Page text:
Baptism was abused and used violently as a form of capital punishment in 16th century Europe, a time of significant Anabaptist persecution. The death method of choice was drowning in order to mock believer’s baptism. Water has the amazing capacity to be life giving or death bringing. Compare the Sahara Desert with the earth shattering flooding of a hurricane. The unique properties of water and the need for carefully balanced amounts of water are mysterious. Lack of water is the first thing that will kill you. Even so, drowning happens even quicker. Water is preciously delicate and dangerous when abused. “Baptism” through violent means is invalid and an abomination because the sacred context and heart expression of the moment are not present. Violence is not sacred.
Any comparison or use of baptism in a violent context mocks the sacredness of what some Christians consider to be a sacrament, an expression of grace. The symbolism of believer’s baptism by immersion is going down into spiritual burial then raising up in spiritual resurrection. There is renewed life with genuine baptism. Baptism is fulfilled in the name or by the authority of the Father, Son, and Holy Spirit. In the name of God is a way that baptism is set apart from swimming or bathing. The ritual requires thoughtful preparation and is inherently sacred.
Baptism is a symbol of reconciliation with oneself as the baptism candidate changes physical states from dry to wet then eventually dry again. Though the person begins and ends in a dry state, there is change as they express physically an entrance into spiritual discipleship with Jesus Christ, and making peace with God. Baptism also reconciles the candidate with the church local and the Church global as he or she moves into full church membership.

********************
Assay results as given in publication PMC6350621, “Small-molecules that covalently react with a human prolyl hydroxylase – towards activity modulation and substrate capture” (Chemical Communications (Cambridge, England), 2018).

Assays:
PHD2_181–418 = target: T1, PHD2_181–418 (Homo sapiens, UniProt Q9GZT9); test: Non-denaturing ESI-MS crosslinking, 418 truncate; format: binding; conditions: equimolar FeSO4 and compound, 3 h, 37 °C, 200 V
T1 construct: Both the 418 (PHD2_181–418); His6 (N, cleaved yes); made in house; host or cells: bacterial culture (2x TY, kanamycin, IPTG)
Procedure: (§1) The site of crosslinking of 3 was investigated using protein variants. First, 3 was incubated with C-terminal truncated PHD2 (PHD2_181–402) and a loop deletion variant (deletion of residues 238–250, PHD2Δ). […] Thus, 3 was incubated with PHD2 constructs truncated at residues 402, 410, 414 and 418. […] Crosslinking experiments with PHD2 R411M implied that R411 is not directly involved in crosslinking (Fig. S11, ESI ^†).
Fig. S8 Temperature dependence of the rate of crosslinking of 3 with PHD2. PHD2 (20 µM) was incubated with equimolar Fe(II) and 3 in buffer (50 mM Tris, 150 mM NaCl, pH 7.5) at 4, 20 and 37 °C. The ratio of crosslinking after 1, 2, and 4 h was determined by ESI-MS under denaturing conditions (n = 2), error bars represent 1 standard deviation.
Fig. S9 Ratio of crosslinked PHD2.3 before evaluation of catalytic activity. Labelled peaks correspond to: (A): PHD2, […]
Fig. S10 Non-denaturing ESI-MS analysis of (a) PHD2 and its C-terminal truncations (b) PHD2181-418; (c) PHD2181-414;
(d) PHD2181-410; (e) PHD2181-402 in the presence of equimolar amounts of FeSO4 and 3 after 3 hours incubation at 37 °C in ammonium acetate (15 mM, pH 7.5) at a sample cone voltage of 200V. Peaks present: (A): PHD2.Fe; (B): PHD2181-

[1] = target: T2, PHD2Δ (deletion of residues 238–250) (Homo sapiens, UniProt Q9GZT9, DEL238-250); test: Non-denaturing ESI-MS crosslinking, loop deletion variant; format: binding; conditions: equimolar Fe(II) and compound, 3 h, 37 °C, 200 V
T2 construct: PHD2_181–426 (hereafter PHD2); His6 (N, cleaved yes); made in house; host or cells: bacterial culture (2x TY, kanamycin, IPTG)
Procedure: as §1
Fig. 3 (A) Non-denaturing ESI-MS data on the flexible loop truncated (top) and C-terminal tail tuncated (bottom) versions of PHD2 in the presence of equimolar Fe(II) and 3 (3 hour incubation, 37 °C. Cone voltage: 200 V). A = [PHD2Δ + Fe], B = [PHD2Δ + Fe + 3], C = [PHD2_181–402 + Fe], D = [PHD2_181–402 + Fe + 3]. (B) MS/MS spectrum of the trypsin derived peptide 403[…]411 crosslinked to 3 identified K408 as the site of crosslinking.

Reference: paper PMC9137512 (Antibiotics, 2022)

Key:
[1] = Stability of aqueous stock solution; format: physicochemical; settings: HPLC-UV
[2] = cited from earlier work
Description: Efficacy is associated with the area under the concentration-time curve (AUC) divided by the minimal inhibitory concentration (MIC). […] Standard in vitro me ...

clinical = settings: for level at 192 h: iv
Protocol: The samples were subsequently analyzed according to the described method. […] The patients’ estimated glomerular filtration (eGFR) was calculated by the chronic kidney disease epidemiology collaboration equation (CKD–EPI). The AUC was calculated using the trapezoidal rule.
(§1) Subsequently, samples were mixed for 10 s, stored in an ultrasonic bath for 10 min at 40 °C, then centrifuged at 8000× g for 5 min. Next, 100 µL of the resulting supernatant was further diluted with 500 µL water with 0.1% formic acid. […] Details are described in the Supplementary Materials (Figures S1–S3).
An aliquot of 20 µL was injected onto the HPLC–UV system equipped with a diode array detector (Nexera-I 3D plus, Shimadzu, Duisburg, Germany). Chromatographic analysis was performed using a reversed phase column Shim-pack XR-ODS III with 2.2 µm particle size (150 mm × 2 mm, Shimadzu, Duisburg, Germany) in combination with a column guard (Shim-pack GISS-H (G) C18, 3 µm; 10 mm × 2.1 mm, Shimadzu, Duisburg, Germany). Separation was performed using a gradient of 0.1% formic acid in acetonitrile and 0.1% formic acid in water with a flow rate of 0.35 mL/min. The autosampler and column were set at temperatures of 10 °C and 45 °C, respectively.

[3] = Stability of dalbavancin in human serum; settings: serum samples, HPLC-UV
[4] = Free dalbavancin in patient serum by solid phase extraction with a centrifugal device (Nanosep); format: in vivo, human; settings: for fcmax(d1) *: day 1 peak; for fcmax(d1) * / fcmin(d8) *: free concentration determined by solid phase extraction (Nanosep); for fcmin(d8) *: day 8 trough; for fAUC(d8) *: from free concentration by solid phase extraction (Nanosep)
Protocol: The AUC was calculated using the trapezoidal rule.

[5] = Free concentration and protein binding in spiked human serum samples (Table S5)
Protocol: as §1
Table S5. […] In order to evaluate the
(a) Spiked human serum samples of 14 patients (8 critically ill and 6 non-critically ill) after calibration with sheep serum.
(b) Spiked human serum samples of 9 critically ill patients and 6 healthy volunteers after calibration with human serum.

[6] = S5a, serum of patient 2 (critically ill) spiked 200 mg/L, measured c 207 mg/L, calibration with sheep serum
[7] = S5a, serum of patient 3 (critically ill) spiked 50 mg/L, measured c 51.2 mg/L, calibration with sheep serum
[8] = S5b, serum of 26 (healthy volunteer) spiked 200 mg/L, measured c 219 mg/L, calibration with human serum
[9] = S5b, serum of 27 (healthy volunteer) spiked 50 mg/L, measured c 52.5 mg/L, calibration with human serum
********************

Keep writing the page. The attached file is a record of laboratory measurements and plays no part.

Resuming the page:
Baptism is a unifier of current Christians with ancient Christians. Though there are many traditions of baptizing- immersion, sprinkling, dunking, infants, adults, etc., Christians across time, space, culture, denominations, and other created boundaries have been, are, and will be baptized. To be baptized is to join a religious and spiritual movement that began well before you, continues with you, and carries on to a future beyond you.
I look forward to officiating my first baptism because I recognize the particularly sacred moment as a time when the marginal space between Heaven and Earth is slim if at all present. Baptism is an act of trust- in the Bible that calls Christians to baptism, in the church that disciples before and after baptism, in the pastor that he or she will properly lead the candidate, and ultimately in God’s presence especially during the sacred and peaceful moment of baptism.
“I therefore, the prisoner in the Lord, beg you to lead a life worthy of the calling to which you have been called, with all humility and gentleness, with patience, bearing with one another in love, making every effort to maintain the unity of the Spirit in the bond of peace. There is one body and one Spirit, just as you were called to the one hope of your calling, one Lord, one faith, one baptism, one God and Father of all, who is above all and through all and in all.” [Ephesians 4:1-6, NRSV]